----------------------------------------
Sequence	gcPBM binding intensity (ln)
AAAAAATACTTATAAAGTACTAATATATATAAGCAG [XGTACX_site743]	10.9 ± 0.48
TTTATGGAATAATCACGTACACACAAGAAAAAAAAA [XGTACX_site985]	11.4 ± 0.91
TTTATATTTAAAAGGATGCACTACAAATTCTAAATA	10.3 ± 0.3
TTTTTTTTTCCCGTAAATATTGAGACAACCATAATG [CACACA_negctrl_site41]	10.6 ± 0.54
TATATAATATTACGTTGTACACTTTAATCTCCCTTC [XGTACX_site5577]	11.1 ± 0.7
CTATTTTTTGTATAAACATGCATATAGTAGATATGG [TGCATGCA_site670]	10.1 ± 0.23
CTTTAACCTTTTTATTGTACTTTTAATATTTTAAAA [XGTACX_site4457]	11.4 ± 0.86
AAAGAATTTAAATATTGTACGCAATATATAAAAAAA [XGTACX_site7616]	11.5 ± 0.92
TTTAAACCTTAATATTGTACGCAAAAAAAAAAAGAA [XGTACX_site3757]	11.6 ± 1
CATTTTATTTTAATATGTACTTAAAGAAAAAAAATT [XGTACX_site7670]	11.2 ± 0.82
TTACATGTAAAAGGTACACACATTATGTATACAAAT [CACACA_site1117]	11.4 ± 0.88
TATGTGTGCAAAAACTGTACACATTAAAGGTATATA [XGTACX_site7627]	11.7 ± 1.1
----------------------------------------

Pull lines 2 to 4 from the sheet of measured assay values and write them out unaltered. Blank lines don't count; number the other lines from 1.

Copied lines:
AAAAAATACTTATAAAGTACTAATATATATAAGCAG [XGTACX_site743]	10.9 ± 0.48
TTTATGGAATAATCACGTACACACAAGAAAAAAAAA [XGTACX_site985]	11.4 ± 0.91
TTTATATTTAAAAGGATGCACTACAAATTCTAAATA	10.3 ± 0.3